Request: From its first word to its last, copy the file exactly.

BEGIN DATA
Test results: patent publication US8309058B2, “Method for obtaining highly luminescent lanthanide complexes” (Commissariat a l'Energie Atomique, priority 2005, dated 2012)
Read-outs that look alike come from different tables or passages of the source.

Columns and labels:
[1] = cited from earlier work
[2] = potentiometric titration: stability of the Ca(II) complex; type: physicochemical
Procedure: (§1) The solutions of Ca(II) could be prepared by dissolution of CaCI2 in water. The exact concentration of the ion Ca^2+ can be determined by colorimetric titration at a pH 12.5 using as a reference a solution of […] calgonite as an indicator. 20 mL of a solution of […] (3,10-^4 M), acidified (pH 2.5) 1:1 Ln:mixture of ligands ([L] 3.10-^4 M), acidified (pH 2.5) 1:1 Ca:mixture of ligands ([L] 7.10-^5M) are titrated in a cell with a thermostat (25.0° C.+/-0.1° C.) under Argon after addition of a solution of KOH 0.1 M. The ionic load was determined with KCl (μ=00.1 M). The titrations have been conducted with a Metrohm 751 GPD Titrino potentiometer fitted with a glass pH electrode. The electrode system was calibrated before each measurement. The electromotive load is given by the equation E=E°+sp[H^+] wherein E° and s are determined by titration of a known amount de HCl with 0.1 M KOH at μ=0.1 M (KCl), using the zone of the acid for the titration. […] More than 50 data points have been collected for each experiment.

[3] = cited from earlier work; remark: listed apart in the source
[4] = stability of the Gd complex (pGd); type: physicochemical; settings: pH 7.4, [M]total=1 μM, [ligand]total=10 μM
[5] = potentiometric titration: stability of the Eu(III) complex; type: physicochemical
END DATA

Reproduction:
Test results: patent publication US8309058B2, “Method for obtaining highly luminescent lanthanide complexes” (Commissariat a l'Energie Atomique, priority 2005, dated 2012)
Read-outs that look alike come from different tables or passages of the source.

Columns and labels:
[1] = cited from earlier work
[2] = potentiometric titration: stability of the Ca(II) complex; type: physicochemical
Procedure: (§1) The solutions of Ca(II) could be prepared by dissolution of CaCI2 in water. The exact concentration of the ion Ca^2+ can be determined by colorimetric titration at a pH 12.5 using as a reference a solution of […] calgonite as an indicator. 20 mL of a solution of […] (3,10-^4 M), acidified (pH 2.5) 1:1 Ln:mixture of ligands ([L] 3.10-^4 M), acidified (pH 2.5) 1:1 Ca:mixture of ligands ([L] 7.10-^5M) are titrated in a cell with a thermostat (25.0° C.+/-0.1° C.) under Argon after addition of a solution of KOH 0.1 M. The ionic load was determined with KCl (μ=00.1 M). The titrations have been conducted with a Metrohm 751 GPD Titrino potentiometer fitted with a glass pH electrode. The electrode system was calibrated before each measurement. The electromotive load is given by the equation E=E°+sp[H^+] wherein E° and s are determined by titration of a known amount de HCl with 0.1 M KOH at μ=0.1 M (KCl), using the zone of the acid for the titration. […] More than 50 data points have been collected for each experiment.

[3] = cited from earlier work; remark: listed apart in the source
[4] = stability of the Gd complex (pGd); type: physicochemical; settings: pH 7.4, [M]total=1 μM, [ligand]total=10 μM
[5] = potentiometric titration: stability of the Eu(III) complex; type: physicochemical